Snow petrel

Snow petrel off Mawson.
Snow petrel off Mawson (Photo: Gary Miller)
Koi-coloured snow petrelSnow petrel

Scientific name: Pagodroma nivea

Physical description

Snow petrels are an all-white, small fulmarine petrel with conspicuous dark eyes, small black bill and bluish-grey feet. There are two subspecies of snow petrel that differ only in size.

Distribution and abundance

Snow petrel breed on South Georgia, the South Sandwich Islands, South Orkney Islands, Bouvet, the Balleny Islands, and Scott Island and at numerous localities on the Antarctic Peninsula and Antarctic Continent.

Snow petrel are almost entirely restricted to cold antarctic waters and are associated with pack ice, icebergs and ice floes. Flocks are characteristically seen sitting on icebergs.

Snow petrel nest colonially in small to large colonies on cliffs, usually near the sea, but also inland. Some birds remain at the colony all year, but the main influx of birds to the colonies is from mid-September until early-November.

Conservation status: least concern

Breeding

The nest is a simple pebble-lined scrape usually in a deep rock crevice with overhanging protection. One white egg is laid in late November to mid-December. The egg is incubated for 41–49 days and the chick is brooded for eight days. The chick then remains in the nest for an additional seven weeks. Snow petrel chicks leave the nest in late-February to mid-May.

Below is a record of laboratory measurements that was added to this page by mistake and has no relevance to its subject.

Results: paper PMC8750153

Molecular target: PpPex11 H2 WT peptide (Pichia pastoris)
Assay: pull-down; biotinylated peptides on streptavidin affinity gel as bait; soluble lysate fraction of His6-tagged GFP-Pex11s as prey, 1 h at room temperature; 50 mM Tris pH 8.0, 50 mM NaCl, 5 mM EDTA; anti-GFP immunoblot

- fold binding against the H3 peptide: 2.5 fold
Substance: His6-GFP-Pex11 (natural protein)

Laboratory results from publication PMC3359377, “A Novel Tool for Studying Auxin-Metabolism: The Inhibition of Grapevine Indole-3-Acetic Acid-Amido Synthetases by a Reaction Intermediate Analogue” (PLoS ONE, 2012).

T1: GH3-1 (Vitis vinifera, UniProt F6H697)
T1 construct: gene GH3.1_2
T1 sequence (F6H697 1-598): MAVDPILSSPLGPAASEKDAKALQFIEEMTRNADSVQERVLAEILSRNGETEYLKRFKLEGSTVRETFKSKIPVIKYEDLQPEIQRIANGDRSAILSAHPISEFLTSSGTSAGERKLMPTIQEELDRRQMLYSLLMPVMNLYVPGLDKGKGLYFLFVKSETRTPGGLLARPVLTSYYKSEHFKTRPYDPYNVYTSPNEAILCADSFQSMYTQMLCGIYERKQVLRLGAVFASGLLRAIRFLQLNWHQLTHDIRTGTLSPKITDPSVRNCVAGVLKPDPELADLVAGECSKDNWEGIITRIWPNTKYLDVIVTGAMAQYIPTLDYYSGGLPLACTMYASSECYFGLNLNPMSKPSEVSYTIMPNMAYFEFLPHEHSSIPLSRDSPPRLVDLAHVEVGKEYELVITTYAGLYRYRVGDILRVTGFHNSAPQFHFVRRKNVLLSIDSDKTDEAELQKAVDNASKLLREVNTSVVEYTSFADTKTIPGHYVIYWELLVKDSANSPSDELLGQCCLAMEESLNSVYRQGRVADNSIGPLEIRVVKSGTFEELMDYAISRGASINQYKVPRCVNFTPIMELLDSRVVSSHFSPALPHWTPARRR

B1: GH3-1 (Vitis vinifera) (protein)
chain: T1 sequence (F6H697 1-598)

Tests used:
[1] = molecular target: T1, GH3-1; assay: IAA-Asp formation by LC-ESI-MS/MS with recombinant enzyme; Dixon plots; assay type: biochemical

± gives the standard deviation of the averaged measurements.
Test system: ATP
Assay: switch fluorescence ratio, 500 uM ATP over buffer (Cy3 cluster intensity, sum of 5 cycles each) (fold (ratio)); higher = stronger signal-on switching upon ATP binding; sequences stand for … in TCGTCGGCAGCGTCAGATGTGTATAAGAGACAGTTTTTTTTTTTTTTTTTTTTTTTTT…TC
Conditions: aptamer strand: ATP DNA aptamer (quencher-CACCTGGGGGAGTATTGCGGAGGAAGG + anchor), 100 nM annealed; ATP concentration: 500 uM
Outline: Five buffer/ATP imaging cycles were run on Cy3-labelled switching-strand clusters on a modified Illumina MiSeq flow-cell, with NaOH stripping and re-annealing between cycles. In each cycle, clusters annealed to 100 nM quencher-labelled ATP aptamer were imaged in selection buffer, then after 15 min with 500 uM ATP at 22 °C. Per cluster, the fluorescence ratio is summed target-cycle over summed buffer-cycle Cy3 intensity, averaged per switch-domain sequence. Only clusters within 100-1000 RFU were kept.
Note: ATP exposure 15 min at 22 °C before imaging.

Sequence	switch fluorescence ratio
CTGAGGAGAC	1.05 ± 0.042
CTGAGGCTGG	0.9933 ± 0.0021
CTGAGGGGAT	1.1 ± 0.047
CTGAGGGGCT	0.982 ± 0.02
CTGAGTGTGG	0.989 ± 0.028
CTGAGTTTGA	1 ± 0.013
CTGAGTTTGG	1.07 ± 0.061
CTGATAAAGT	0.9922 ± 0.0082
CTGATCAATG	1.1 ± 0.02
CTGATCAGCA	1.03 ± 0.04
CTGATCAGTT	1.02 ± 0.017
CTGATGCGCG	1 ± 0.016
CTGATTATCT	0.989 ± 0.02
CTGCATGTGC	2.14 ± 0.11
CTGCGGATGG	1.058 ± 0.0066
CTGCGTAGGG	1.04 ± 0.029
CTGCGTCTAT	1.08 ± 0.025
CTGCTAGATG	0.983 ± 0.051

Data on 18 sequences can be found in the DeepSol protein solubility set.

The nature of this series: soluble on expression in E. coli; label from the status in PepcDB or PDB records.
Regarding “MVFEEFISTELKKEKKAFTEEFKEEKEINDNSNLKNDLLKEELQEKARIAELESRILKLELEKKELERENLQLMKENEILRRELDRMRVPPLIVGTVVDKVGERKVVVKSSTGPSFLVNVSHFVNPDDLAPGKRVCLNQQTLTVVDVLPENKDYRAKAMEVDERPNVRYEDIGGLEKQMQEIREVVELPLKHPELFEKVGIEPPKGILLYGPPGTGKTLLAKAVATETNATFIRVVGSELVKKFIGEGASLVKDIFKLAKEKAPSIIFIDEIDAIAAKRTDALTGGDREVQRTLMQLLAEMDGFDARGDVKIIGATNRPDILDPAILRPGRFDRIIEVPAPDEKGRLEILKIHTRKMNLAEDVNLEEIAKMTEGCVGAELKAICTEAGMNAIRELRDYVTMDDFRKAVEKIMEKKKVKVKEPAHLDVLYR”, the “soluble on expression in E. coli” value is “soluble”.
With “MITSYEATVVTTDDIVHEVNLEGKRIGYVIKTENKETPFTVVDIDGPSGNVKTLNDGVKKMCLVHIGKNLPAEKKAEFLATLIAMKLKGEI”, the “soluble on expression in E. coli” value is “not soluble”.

Diet and feeding

At sea, snow petrel eat mainly fish, some cephalopods (squid), other molluscs, and euphausiids. They also feed on seal placenta and the carcasses of dead seals, whales and penguins, and occasionally eat refuse on land. Snow petrels do not normally follow vessels. 

Snow petrels tend to fly low over the water but very high over land to avoid predators such as South Polar skuas.

Skuas are major predators, but severe weather conditions, especially heavy snow that blocks nest entrances, may cause adults to abandon their eggs or chicks to starve. Egg mortality is approximately 50% while chick mortality is typically 10–15%.

This page was last modified on 12 August 2010.